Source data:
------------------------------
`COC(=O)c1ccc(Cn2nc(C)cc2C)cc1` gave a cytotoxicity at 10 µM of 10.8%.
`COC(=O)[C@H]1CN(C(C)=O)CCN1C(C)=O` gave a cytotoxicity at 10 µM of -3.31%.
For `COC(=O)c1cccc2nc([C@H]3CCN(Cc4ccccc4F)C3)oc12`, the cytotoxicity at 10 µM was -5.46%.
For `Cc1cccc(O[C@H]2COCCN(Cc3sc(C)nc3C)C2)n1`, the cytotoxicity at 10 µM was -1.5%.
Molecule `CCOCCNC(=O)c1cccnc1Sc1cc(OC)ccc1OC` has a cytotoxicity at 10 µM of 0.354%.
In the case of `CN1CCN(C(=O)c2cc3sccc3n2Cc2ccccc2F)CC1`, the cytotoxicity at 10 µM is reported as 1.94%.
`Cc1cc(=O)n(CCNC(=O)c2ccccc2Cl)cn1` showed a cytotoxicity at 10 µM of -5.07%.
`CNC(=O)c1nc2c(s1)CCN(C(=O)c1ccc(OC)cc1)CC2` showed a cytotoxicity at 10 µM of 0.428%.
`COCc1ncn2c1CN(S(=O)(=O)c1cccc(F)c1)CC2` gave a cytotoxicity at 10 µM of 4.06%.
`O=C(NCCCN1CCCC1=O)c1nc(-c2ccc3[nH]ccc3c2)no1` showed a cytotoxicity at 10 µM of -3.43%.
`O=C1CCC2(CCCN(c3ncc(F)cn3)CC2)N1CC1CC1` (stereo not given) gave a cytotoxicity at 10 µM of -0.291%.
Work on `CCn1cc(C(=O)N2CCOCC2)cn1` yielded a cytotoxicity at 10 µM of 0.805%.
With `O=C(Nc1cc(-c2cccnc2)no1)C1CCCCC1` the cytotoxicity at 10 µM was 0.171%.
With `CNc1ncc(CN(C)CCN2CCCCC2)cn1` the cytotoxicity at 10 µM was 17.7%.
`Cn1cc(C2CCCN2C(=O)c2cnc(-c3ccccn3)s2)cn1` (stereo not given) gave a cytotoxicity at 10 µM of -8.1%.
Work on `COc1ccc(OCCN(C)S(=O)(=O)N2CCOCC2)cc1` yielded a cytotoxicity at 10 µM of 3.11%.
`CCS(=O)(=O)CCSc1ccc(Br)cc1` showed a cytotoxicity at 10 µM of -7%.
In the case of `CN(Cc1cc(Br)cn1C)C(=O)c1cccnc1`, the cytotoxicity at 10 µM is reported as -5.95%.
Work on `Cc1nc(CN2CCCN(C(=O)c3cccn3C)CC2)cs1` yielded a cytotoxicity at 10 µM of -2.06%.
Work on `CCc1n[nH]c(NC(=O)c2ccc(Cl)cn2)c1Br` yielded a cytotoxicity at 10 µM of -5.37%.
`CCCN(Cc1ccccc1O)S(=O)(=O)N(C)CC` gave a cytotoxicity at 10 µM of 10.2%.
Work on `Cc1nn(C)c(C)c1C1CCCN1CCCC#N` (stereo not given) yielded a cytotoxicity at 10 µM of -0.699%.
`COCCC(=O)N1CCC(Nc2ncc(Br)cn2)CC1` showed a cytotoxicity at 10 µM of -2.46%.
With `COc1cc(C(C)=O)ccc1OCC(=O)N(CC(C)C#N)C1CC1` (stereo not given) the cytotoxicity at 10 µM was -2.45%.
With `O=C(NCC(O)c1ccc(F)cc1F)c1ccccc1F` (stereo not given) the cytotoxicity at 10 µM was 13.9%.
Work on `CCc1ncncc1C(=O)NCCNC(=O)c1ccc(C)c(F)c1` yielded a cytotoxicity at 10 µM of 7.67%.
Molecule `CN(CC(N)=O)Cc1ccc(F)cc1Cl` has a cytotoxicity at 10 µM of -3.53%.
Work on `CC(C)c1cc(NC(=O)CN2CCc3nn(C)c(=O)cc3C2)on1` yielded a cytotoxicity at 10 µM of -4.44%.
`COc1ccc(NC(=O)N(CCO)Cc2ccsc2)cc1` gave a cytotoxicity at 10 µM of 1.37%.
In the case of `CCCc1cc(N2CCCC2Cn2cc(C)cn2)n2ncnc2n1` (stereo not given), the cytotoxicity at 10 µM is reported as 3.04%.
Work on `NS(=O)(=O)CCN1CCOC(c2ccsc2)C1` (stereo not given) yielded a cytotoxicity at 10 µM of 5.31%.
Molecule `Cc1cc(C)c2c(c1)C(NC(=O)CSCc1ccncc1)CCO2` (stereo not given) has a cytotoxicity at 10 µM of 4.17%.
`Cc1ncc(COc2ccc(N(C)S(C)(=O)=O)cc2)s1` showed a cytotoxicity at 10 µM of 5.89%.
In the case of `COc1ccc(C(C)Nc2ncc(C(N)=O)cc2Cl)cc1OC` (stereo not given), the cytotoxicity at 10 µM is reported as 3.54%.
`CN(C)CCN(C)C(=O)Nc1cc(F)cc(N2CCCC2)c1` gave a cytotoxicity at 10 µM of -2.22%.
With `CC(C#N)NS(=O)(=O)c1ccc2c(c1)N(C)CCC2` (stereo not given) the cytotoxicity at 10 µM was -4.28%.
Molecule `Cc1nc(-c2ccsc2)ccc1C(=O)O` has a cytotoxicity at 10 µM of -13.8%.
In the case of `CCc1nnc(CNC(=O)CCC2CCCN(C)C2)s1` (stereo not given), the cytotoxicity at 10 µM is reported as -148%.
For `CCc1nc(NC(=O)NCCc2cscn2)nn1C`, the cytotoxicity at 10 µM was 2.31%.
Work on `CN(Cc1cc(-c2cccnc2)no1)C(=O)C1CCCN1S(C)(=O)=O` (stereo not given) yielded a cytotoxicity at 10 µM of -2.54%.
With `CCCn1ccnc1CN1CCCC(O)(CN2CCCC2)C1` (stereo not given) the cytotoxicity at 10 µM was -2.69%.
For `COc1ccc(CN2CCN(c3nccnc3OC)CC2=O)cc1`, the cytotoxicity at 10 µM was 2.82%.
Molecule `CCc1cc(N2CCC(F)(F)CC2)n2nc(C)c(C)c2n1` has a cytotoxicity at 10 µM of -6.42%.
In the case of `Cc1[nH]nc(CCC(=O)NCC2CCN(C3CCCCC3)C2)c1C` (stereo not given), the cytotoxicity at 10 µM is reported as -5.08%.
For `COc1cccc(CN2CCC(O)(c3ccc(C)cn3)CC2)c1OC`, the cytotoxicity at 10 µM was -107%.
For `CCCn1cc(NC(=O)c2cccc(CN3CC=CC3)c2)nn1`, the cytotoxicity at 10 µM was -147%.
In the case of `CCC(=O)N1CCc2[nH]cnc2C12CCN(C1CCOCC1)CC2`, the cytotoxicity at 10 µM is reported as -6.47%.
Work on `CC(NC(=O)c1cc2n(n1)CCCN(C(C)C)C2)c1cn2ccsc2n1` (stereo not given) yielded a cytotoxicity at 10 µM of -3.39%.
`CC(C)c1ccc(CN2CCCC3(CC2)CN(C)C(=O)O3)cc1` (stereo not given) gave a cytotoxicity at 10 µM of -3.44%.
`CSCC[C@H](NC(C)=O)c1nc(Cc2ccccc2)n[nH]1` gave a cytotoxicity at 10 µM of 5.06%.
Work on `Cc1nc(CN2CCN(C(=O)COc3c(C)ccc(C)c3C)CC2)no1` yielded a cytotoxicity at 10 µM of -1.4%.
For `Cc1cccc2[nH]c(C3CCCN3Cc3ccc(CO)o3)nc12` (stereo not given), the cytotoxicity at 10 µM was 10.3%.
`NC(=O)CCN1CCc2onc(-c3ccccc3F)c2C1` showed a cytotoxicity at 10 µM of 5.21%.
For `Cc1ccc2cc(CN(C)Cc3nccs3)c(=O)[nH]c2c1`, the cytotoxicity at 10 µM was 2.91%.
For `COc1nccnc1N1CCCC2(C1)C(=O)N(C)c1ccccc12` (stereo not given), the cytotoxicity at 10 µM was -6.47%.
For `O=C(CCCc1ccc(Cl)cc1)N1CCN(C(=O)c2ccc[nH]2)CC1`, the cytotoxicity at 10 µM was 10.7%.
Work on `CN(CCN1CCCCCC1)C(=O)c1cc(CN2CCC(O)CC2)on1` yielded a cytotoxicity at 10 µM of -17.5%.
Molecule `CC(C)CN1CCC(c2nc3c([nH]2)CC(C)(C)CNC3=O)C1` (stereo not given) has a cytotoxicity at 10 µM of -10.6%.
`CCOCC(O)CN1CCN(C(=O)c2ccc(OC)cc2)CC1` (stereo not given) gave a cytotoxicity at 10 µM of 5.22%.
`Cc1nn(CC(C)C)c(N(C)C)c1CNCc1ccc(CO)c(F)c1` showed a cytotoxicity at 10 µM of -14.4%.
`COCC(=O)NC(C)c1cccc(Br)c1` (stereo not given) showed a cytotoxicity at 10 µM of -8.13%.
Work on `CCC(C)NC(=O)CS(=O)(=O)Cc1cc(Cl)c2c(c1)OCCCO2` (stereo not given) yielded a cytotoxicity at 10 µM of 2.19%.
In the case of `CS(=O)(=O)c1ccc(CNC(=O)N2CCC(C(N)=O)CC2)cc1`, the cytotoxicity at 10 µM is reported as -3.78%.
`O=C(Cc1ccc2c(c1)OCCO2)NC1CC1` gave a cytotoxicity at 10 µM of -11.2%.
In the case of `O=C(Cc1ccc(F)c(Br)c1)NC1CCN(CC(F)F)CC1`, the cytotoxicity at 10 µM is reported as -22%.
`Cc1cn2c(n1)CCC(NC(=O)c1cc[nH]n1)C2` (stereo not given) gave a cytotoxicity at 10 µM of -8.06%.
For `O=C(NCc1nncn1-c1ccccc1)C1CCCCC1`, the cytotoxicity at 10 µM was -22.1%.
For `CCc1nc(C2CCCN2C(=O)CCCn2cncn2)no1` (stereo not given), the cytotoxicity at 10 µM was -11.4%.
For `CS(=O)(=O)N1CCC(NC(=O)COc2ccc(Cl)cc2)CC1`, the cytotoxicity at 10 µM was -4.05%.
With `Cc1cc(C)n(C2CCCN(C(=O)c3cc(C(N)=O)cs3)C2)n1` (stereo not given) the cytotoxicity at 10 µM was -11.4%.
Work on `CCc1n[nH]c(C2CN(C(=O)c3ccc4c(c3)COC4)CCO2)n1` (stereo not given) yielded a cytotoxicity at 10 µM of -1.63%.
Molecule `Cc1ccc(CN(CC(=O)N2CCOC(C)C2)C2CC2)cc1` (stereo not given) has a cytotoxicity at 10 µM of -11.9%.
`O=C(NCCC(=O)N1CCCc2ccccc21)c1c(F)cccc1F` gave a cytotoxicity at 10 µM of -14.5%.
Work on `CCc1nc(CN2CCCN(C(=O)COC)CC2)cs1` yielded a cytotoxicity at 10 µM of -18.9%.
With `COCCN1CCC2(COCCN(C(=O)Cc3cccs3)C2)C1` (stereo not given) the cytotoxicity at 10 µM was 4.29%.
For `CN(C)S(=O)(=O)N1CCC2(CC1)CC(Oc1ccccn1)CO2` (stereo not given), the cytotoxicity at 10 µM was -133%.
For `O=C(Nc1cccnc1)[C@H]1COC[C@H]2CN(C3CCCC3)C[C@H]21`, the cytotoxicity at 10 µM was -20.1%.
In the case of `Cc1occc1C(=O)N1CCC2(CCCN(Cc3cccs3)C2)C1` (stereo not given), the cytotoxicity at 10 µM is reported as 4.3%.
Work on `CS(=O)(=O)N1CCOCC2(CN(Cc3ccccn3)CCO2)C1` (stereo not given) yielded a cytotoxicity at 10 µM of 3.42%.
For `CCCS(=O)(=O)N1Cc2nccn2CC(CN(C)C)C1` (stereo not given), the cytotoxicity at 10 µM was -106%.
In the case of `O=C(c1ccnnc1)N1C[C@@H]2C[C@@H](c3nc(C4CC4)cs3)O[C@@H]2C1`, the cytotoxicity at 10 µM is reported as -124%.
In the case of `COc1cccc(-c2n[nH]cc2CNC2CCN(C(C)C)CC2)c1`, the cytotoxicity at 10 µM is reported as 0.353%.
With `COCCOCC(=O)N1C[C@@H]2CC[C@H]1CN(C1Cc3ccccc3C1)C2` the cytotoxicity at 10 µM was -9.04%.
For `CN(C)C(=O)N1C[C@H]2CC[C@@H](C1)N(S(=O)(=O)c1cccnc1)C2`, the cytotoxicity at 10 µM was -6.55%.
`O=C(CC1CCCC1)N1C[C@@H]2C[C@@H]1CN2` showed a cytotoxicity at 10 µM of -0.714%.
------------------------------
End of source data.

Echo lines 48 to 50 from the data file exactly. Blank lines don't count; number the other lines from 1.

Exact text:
Work on `CC(NC(=O)c1cc2n(n1)CCCN(C(C)C)C2)c1cn2ccsc2n1` (stereo not given) yielded a cytotoxicity at 10 µM of -3.39%.
`CC(C)c1ccc(CN2CCCC3(CC2)CN(C)C(=O)O3)cc1` (stereo not given) gave a cytotoxicity at 10 µM of -3.44%.
`CSCC[C@H](NC(C)=O)c1nc(Cc2ccccc2)n[nH]1` gave a cytotoxicity at 10 µM of 5.06%.